"Or despisest thou the riches of hisgoodness STRONGS 5544: chrestotes, khray-stot´-ace; from 5543; usefulness, i.e. morally, excellence (in character or demeanor): — gentleness, good(-ness), kindness.and forbearance and longsuffering; not knowing that thegoodness STRONGS 5543: chrestotes, khray-stot´-ace; from 5544; chrestos, khrase-tos´; from 5530; employed, i.e. (by implication) useful (in manner or morals): — better, easy, good(-ness), gracious, kind.of God leadeth thee torepentance STRONGS 3341: metanoia, met-an´-oy-ah; from 3340; (subjectively) compunction (for guilt, including reformation); by implication, reversal (of (another’s) decision): — repentance.? — Romans 2:4
June 24 (UPI) — In perhaps the most anticipated ruling in recent memory, the conservative-majority U.S. Supreme Court on Friday — as expected — handed down a decision that overturned its 1973 opinion in Roe vs. Wade, which legalized abortion nationwide.
The 6-3 decision by the court, which saw Chief Justice John Roberts side with the conservative majority, eliminates the federally protected right to abortion procedures, and states looking to restrict access to the medical procedure are expected to move quickly to criminalize it.
While the ruling itself does not outlaw abortion, it pushes the decision on its legality back to individual states.
“We hold that Roe and Casey must be overruled,” Associate Justice Samuel Alito wrote in the decision. “The Constitution makes no reference to abortion, and no such right is implicitly protected by any constitutional provision, including the one on which the defenders of Roe and Casey now chiefly rely — the Due Process Clause of the Fourteenth Amendment.”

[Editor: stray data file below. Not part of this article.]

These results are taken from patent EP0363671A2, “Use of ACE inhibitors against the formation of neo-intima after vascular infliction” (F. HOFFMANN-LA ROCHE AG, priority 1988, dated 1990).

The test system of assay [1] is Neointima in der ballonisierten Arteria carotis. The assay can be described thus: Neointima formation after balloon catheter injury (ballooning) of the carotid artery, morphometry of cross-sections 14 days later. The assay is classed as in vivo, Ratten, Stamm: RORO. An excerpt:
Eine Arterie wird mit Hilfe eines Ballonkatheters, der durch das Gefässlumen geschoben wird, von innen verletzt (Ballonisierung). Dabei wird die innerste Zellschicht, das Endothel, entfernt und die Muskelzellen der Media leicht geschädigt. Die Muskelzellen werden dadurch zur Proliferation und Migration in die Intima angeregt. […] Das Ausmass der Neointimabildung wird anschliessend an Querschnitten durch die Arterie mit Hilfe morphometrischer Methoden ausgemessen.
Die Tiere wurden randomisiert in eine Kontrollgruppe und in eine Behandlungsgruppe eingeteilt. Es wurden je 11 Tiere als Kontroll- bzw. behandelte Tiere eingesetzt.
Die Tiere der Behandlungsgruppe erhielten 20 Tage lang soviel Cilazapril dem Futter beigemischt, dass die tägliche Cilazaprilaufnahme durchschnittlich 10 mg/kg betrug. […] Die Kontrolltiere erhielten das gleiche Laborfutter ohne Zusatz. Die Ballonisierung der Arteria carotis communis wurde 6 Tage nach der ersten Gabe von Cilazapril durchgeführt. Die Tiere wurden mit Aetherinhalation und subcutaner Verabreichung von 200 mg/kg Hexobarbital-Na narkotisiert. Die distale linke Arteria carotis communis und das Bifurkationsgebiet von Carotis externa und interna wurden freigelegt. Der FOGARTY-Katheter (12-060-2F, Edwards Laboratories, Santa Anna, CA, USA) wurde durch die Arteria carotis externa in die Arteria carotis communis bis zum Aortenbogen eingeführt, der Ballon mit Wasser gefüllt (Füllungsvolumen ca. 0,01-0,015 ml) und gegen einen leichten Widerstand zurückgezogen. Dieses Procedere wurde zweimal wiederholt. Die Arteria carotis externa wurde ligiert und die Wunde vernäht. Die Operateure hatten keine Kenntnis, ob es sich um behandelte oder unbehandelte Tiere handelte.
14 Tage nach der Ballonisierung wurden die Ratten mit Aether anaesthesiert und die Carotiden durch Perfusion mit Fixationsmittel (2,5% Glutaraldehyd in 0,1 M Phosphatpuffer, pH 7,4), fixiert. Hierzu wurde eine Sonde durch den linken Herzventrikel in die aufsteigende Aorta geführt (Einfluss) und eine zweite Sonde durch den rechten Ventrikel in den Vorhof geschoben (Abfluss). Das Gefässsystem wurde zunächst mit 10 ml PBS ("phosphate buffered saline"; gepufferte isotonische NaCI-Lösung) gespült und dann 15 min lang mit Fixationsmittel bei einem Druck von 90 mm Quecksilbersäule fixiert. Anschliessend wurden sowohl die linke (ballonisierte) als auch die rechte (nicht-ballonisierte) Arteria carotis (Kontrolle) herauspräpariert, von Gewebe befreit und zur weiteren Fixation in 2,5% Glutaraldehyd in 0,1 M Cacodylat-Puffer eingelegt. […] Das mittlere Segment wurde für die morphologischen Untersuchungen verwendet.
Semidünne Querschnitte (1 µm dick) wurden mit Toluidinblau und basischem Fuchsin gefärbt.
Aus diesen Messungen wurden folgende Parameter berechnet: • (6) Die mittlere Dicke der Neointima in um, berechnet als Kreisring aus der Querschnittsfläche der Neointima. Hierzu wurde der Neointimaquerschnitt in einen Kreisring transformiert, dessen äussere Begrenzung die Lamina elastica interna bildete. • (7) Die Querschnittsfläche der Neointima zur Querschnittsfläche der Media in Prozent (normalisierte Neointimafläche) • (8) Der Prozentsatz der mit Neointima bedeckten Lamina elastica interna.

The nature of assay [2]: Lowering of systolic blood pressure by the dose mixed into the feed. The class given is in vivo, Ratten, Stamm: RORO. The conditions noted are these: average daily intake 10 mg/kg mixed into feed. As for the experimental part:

Alito writes that any right the due process clause protects must be “‘deeply rooted in this Nation’s history and tradition’ and ‘implicit in the concept of ordered liberty.'”
In returning the decision on abortion rights to individual states, Alito said the Court has moved to “heed the Constitution.”
The dissenting opinion on the decision referred to the history of women’s rights, and that taking that originalist stand actually limits the rights of women.
“Most women in 1868 also had a foreshortened view of their rights: If most men could not then imagine giving women control over their bodies, most women could not imagine having that kind of autonomy,” the three dissenting justices write in the decision.
“Those responsible for the original Constitution, including the Fourteenth Amendment, did not perceive women as equals and did not recognize women’s rights. When the majority says that we must read our foundational charter as viewed at the time of ratification… it consigns women to second class citizenship.”
The decision, the dissenting justices wrote, means that states could now force a woman “to bring a pregnancy to term, even at the steepest personal and familial costs.”
The Supreme Court’s decision now makes the issue of abortion one for each state to decide. More progressive states like California and New York have laws protecting abortion — while conservative states like Texas and Oklahoma have already taken steps to ban the procedure.
Some states had laws in waiting that would ban abortions outright as soon as the Supreme Court overturned Roe vs. Wade.